Lovely Frameworks

Certainly any macOS or iOS developers have used a framework in their project and Cocoapods makes it even easier to use 3rd party ones.

But did you create one yourself?

You really should, because it has some great advantages:

  1. Structure
  2. Reusability
  3. Stability


The benefit I like the most is that creating frameworks of certain areas of your code base forces you to precisely separate it from the rest of the code. Often the code - especially old and long grown one - has references to different parts of your project. Creating a framework is giving the opportunity to clean that up and ask yourself: “Does this still make sense this way?”

The outcome of creating a framework should also be to get a clean and minimal API. Minimal in the sense of: “What is it that is really required to execute that functionality?” You’ll be surprised how simple things may become.


The main purpose of a framework is to reuse it over again in other projects. This indeed makes a lot of sense and can pay out for the upfront investment of creating a framework in the first place.

For example I have some code that provides logging and debugging features I like to use as my basic toolbox. It also contains categories for objects I need all day, like string manipulation or date parsing and formatting. That is my first import on a new project. And also other frameworks I wrote use this base framework as well.


A project should always be free of warnings and errors, otherwise you’ll not notice if some little problem that already showed up as a warning - which you ignored because it was hidden under dozens of others - causes you headaches a while after. But sometimes it is hard to get rid of warnings, because they would require a lot of workarounds or live in third party code you don’t want to touch. In your own frameworks just turn these warnings off, once your code ist stable and will not get changed any more.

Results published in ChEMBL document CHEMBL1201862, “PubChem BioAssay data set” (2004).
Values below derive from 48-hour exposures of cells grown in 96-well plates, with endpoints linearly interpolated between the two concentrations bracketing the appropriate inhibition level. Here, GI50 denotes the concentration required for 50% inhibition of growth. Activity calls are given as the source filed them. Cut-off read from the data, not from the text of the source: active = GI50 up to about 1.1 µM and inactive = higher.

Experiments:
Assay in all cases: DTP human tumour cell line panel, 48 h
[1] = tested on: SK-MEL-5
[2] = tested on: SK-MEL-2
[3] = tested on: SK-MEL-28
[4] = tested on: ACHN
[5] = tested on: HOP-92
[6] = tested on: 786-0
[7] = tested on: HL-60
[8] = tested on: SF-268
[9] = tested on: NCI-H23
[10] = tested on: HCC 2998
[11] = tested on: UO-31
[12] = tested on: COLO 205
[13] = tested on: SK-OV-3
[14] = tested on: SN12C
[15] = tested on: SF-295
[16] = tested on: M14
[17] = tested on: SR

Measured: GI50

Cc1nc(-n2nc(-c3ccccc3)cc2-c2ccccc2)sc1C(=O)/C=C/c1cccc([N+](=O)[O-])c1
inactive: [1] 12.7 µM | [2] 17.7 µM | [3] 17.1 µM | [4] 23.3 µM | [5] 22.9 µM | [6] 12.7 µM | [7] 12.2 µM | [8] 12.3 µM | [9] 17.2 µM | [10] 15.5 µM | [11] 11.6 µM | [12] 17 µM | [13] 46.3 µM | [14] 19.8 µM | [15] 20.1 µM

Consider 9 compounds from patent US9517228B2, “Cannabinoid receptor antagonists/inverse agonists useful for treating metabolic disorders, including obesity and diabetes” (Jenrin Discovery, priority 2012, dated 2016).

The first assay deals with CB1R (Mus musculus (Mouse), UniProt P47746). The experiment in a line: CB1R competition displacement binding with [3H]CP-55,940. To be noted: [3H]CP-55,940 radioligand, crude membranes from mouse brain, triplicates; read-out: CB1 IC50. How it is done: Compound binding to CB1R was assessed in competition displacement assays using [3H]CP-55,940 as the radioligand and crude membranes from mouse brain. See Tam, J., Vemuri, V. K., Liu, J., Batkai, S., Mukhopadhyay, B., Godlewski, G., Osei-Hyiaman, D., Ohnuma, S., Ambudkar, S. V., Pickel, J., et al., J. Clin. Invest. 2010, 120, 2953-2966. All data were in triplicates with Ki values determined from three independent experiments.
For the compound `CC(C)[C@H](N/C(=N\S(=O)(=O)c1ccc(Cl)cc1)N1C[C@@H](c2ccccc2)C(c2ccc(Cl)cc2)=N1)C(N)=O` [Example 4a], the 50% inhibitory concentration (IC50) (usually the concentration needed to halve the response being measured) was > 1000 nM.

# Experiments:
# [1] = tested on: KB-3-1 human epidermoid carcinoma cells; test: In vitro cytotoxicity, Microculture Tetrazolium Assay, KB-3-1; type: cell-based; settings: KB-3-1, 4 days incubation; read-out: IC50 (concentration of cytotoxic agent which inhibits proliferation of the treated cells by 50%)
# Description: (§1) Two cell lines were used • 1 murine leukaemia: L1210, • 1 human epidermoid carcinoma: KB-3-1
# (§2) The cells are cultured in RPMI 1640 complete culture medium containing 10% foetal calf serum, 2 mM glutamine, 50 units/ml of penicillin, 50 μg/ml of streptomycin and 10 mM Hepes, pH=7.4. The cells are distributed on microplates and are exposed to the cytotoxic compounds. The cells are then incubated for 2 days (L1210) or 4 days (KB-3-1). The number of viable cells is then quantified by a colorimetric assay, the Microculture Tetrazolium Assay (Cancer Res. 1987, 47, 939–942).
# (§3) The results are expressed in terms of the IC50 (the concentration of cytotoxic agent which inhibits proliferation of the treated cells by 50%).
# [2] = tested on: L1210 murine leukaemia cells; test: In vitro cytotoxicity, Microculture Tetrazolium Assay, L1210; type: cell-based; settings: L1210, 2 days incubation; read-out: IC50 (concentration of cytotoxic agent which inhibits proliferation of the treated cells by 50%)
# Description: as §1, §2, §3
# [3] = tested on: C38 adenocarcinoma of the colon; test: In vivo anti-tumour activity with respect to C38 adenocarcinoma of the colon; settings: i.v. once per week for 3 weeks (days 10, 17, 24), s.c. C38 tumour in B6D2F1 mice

Writing test suits for frameworks make sure you cover their functionality completely. You can focus on the single thing it is supposed to do and tests will not float around in a list of others in one big main project.

Real Life Example

As a real life example I would like to talk about my projects PDFify and Receipts. PDFify was actually made to have a test environment for my OCR and PDF features I offer in Receipts. I separated OCR, PDF extraction and creation, Mail Parsing and the Scanner Interface and made a framework for each of them. I was able to write test cases specific to the different topics thus having a minimal functionality I can focus on. I can even reuse most stuff for iOS as well or for future projects to come. Sharing the code with other developers is also much easier this way.

Screen Shot


I found it easier to add all frameworks to the main project, even if a framework used sub-frameworks. The problems I ran into were related to signing.


Frameworks finally got better support on iOS as in the early days, but there are still some pitfalls to care about:

  • If you use categories you should set OTHER_LDFLAGS = -all_load -ObjC
  • Dynamic frameworks don’t work well, set MACH_O_TYPE = staticlib


Frameworks also work great with HockeyApp (I know, this service is going to get replaced, but it is still first choice for me right now). Get more info here:

Published on October 11, 2018

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